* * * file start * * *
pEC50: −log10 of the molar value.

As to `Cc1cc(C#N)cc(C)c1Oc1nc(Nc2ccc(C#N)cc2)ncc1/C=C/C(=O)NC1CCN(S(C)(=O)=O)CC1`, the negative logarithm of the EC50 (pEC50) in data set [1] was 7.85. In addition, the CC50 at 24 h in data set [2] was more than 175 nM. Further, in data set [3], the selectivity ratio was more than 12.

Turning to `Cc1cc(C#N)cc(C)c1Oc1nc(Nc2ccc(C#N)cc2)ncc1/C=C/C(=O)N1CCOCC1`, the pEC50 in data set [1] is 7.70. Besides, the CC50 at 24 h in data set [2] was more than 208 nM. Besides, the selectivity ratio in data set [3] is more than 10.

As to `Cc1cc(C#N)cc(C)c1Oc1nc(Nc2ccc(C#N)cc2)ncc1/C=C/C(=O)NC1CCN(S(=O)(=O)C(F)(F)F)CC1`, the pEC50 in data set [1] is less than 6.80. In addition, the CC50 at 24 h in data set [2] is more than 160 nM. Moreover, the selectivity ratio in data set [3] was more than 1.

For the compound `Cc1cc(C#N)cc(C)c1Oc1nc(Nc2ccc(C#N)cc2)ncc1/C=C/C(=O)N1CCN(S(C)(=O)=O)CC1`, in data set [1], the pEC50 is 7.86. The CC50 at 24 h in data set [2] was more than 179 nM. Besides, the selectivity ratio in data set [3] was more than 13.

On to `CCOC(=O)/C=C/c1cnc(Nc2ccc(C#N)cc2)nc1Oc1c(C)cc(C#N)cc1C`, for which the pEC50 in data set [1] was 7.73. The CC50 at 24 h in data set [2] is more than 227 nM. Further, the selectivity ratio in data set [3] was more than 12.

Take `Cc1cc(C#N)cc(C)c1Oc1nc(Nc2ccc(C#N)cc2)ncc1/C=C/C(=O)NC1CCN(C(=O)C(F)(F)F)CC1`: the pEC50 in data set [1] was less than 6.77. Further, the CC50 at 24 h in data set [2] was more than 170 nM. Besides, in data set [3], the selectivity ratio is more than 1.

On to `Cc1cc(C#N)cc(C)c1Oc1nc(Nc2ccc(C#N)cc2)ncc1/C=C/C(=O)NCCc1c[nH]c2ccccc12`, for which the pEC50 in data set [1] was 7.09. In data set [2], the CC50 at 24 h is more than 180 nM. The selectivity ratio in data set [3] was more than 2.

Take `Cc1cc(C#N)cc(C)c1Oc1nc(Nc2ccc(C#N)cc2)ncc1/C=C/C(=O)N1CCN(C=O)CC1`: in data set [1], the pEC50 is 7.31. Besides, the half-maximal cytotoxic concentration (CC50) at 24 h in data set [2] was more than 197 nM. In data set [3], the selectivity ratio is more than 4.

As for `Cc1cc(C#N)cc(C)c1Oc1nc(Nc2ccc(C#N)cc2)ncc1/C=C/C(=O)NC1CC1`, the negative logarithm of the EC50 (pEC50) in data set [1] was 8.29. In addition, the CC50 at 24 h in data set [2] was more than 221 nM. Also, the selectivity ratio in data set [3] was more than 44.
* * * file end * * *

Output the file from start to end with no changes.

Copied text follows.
pEC50: −log10 of the molar value.

As to `Cc1cc(C#N)cc(C)c1Oc1nc(Nc2ccc(C#N)cc2)ncc1/C=C/C(=O)NC1CCN(S(C)(=O)=O)CC1`, the negative logarithm of the EC50 (pEC50) in data set [1] was 7.85. In addition, the CC50 at 24 h in data set [2] was more than 175 nM. Further, in data set [3], the selectivity ratio was more than 12.

Turning to `Cc1cc(C#N)cc(C)c1Oc1nc(Nc2ccc(C#N)cc2)ncc1/C=C/C(=O)N1CCOCC1`, the pEC50 in data set [1] is 7.70. Besides, the CC50 at 24 h in data set [2] was more than 208 nM. Besides, the selectivity ratio in data set [3] is more than 10.

As to `Cc1cc(C#N)cc(C)c1Oc1nc(Nc2ccc(C#N)cc2)ncc1/C=C/C(=O)NC1CCN(S(=O)(=O)C(F)(F)F)CC1`, the pEC50 in data set [1] is less than 6.80. In addition, the CC50 at 24 h in data set [2] is more than 160 nM. Moreover, the selectivity ratio in data set [3] was more than 1.

For the compound `Cc1cc(C#N)cc(C)c1Oc1nc(Nc2ccc(C#N)cc2)ncc1/C=C/C(=O)N1CCN(S(C)(=O)=O)CC1`, in data set [1], the pEC50 is 7.86. The CC50 at 24 h in data set [2] was more than 179 nM. Besides, the selectivity ratio in data set [3] was more than 13.

On to `CCOC(=O)/C=C/c1cnc(Nc2ccc(C#N)cc2)nc1Oc1c(C)cc(C#N)cc1C`, for which the pEC50 in data set [1] was 7.73. The CC50 at 24 h in data set [2] is more than 227 nM. Further, the selectivity ratio in data set [3] was more than 12.

Take `Cc1cc(C#N)cc(C)c1Oc1nc(Nc2ccc(C#N)cc2)ncc1/C=C/C(=O)NC1CCN(C(=O)C(F)(F)F)CC1`: the pEC50 in data set [1] was less than 6.77. Further, the CC50 at 24 h in data set [2] was more than 170 nM. Besides, in data set [3], the selectivity ratio is more than 1.

On to `Cc1cc(C#N)cc(C)c1Oc1nc(Nc2ccc(C#N)cc2)ncc1/C=C/C(=O)NCCc1c[nH]c2ccccc12`, for which the pEC50 in data set [1] was 7.09. In data set [2], the CC50 at 24 h is more than 180 nM. The selectivity ratio in data set [3] was more than 2.

Take `Cc1cc(C#N)cc(C)c1Oc1nc(Nc2ccc(C#N)cc2)ncc1/C=C/C(=O)N1CCN(C=O)CC1`: in data set [1], the pEC50 is 7.31. Besides, the half-maximal cytotoxic concentration (CC50) at 24 h in data set [2] was more than 197 nM. In data set [3], the selectivity ratio is more than 4.

As for `Cc1cc(C#N)cc(C)c1Oc1nc(Nc2ccc(C#N)cc2)ncc1/C=C/C(=O)NC1CC1`, the negative logarithm of the EC50 (pEC50) in data set [1] was 8.29. In addition, the CC50 at 24 h in data set [2] was more than 221 nM. Also, the selectivity ratio in data set [3] was more than 44.